Peace and Safety for Your Twentieth of November – Epicurean Theory Applies To Everyone And To The Most Difficult Of Issues

Peace and Safety to the Epicureans of today, no matter where you might be!


Happy Twentieth!

In recent weeks a series of “terrorist” attacks has rocked the world, and I would like to address just one small but profound aspect of how Epicurean philosophy applies to analyzing these events:

Whether we are considering the Epicurean definition of “justice” as something that does not exist as an absolute, or whether we are discussing that the Epicurean “canon of truth” means that the five senses, the sense of pain and pleasure, and the anticipations are the real “test of truth” given to men by Nature, it is important to realize that these are concepts which do not just apply to people we happen to like.  Just as with the Epicurean observations on “death” and on “the nature of the gods,” the Epicurean observations on justice and truth are not “choices” that we can choose to apply for ourselves or not.  Whether or not we choose to accept it, we die.  Whether or not we choose to accept it, there is in fact no universe-creating god whose perspective on “right” and “wrong” conduct applies to all men.

And whether or not we find it appealing, those whom we choose to label as “terrorists” are covered just as much as we are by the observations that (1) there is no “absolute justice” and (2) men are “created by Nature to pursue pleasure.”

We frequently focus on the methods of living that are most successful in living pleasurably, and on understanding that there is no reward or punishment after death, and on similar ethical issues.  But in these challenging times when we are forced to confront how to act collectively to deal with extremely difficult issues, we need to remember that our enemies are human just as we are, and Epicurean observations apply to them just as well as to us.

Even the most “depraved” ISIS suicide bomber is created by Nature to pursue pleasure.  While he or she may be pursuing their activities in ways we find abhorrent,  at root the pleasure-pain mechanism is still active in their decisions on how to live.  And the test of their conduct is not whether we approve of it, but whether it in fact leads them to lives of happiness.

Likewise, one man’s suicide bomber is another man’s freedom fighter, and the clear implication of the Epicurean doctrines on justice is that the foundation of justice is the agreement to live in mutual peace and safety, and that absence such an agreement, there is no “absolute justice” to which to refer as an umpire.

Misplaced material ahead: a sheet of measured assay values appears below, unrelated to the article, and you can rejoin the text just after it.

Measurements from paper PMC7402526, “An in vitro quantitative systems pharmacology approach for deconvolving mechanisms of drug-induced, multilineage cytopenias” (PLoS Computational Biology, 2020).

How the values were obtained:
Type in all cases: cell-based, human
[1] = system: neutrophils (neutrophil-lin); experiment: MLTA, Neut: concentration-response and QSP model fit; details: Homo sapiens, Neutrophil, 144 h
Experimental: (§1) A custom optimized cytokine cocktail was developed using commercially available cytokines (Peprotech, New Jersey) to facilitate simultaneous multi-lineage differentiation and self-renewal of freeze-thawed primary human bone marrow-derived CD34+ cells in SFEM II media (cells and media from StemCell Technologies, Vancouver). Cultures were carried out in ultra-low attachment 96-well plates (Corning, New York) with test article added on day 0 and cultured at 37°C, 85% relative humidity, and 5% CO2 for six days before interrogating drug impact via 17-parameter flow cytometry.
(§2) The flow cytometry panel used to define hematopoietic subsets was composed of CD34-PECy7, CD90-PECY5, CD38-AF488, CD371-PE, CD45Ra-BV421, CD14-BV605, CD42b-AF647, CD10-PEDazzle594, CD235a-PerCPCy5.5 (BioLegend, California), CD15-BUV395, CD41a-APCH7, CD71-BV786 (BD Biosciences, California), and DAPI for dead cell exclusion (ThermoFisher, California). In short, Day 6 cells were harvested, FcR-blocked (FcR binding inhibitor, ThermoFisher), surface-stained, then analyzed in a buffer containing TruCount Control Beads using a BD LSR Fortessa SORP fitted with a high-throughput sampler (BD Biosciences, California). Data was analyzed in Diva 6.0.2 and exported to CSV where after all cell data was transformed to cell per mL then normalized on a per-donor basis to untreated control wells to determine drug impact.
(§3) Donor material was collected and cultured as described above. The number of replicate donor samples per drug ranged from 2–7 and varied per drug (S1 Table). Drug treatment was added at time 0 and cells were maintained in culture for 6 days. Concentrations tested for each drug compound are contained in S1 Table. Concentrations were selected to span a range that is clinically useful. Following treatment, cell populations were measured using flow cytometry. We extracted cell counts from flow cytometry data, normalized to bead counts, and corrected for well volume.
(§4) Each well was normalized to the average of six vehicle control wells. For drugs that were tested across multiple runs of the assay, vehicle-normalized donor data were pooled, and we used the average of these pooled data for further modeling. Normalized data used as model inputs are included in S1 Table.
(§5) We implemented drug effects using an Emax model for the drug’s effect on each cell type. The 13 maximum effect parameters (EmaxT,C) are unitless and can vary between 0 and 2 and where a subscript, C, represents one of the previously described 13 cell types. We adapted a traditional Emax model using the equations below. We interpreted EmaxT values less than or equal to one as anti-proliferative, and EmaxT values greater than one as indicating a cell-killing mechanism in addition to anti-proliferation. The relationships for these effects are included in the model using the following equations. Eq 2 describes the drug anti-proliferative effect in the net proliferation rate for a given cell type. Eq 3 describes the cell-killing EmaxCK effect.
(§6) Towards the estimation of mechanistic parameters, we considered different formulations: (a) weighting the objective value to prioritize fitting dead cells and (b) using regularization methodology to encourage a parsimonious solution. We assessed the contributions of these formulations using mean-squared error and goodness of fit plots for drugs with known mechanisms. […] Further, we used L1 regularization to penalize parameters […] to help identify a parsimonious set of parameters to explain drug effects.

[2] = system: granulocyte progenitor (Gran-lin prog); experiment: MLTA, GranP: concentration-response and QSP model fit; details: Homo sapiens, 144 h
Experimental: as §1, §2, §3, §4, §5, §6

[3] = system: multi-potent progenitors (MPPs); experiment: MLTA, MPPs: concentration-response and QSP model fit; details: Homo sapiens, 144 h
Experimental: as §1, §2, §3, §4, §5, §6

PD10 says: “If the things that produce the pleasures of profligates could dispel the fears of the mind about the phenomena of the sky and death and its pains, and also teach the limits of desires (and of pains), we should never have cause to blame them: for they would be filling themselves full with pleasures from every source and never have pain of body or mind, which is the evil of life.”  This saying applies to ISIS just as well as it applies to the International Red Cross.  Epicurean philosophy brings us observations that are eternally true about the nature of life, but it does not provide us ready-made analysis to unwind situations which are extremely complicated by their past development.  Both ISIS and the West have made choices about their conduct toward the other in the past, and they now pursue specific goals for the future.

Epicurus tells us to observe closely and pay close attention to the meaning of every observation, and he tells us to never assume that evidence which is conflicting or unclear can have only one possible explanation.  In times when people are killing each other in ways that we are tempted to to label as “irrational” to to command to “stop,” Epicurean philosophy is more needed than ever.  So the next time you are confronted by an emotional plea to reduce difficult situations to slogans and prayers, if you wish to avoid hopeless confusion remember PD24:

24.  If you reject any single sensation and fail to distinguish between the conclusion of opinion as to the appearance awaiting confirmation and that which is actually given by the sensation or feeling, or each intuitive apprehension of the mind, you will confound all other sensations as well with the same groundless opinion, so that you will reject every standard of judgment. And if among the mental images created by your opinion you affirm both that which awaits confirmation and that which does not, you will not escape error, since you will have preserved the whole cause of doubt in every judgment between what is right and what is wrong.


As Seneca recorded: Sic fac omnia tamquam spectet EpicurusSo do all things as though watching were Epicurus!

And as Philodemus wrote: “I will be faithful to Epicurus, according to whom it has been my choice to live.”


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